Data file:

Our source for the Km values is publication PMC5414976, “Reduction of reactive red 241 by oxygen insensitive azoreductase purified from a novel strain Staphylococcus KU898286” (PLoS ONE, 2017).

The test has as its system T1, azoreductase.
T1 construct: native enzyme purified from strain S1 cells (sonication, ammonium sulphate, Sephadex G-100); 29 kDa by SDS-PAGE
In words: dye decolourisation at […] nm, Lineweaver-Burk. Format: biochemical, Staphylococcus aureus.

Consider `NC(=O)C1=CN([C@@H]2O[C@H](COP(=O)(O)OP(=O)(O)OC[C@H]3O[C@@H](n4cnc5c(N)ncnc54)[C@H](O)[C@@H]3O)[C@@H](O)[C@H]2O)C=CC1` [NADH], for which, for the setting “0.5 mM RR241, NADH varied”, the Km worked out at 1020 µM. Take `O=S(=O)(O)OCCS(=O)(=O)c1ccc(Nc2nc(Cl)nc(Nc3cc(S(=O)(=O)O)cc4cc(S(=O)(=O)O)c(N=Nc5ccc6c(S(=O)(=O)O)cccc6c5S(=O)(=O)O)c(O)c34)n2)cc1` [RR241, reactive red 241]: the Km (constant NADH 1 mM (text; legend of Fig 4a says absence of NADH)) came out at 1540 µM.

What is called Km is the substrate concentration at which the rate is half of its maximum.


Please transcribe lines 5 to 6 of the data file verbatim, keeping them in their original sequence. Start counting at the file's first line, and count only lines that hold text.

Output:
Consider `NC(=O)C1=CN([C@@H]2O[C@H](COP(=O)(O)OP(=O)(O)OC[C@H]3O[C@@H](n4cnc5c(N)ncnc54)[C@H](O)[C@@H]3O)[C@@H](O)[C@H]2O)C=CC1` [NADH], for which, for the setting “0.5 mM RR241, NADH varied”, the Km worked out at 1020 µM. Take `O=S(=O)(O)OCCS(=O)(=O)c1ccc(Nc2nc(Cl)nc(Nc3cc(S(=O)(=O)O)cc4cc(S(=O)(=O)O)c(N=Nc5ccc6c(S(=O)(=O)O)cccc6c5S(=O)(=O)O)c(O)c34)n2)cc1` [RR241, reactive red 241]: the Km (constant NADH 1 mM (text; legend of Fig 4a says absence of NADH)) came out at 1540 µM.

What is called Km is the substrate concentration at which the rate is half of its maximum.